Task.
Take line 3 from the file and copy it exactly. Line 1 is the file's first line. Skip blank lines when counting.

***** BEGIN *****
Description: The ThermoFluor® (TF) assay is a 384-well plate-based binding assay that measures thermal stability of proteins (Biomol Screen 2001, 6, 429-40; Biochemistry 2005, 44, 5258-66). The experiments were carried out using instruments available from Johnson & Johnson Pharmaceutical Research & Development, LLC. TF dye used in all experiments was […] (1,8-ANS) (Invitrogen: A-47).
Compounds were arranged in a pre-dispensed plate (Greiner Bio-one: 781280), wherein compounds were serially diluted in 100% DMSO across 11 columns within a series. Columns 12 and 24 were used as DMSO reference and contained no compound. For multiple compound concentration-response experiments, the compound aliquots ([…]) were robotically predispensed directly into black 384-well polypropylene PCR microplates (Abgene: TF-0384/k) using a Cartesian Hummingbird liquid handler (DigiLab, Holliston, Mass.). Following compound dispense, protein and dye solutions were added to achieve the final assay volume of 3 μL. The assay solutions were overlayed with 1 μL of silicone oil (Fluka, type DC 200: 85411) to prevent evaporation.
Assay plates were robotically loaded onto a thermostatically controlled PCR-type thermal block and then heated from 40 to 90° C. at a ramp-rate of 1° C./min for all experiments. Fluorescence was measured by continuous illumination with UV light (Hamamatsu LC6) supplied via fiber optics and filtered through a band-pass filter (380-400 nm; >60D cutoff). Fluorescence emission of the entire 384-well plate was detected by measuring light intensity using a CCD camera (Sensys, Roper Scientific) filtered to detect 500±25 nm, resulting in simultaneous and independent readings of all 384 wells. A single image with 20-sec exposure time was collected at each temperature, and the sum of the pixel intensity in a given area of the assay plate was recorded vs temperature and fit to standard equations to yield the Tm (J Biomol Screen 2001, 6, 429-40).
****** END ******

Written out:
Assay plates were robotically loaded onto a thermostatically controlled PCR-type thermal block and then heated from 40 to 90° C. at a ramp-rate of 1° C./min for all experiments. Fluorescence was measured by continuous illumination with UV light (Hamamatsu LC6) supplied via fiber optics and filtered through a band-pass filter (380-400 nm; >60D cutoff). Fluorescence emission of the entire 384-well plate was detected by measuring light intensity using a CCD camera (Sensys, Roper Scientific) filtered to detect 500±25 nm, resulting in simultaneous and independent readings of all 384 wells. A single image with 20-sec exposure time was collected at each temperature, and the sum of the pixel intensity in a given area of the assay plate was recorded vs temperature and fit to standard equations to yield the Tm (J Biomol Screen 2001, 6, 429-40).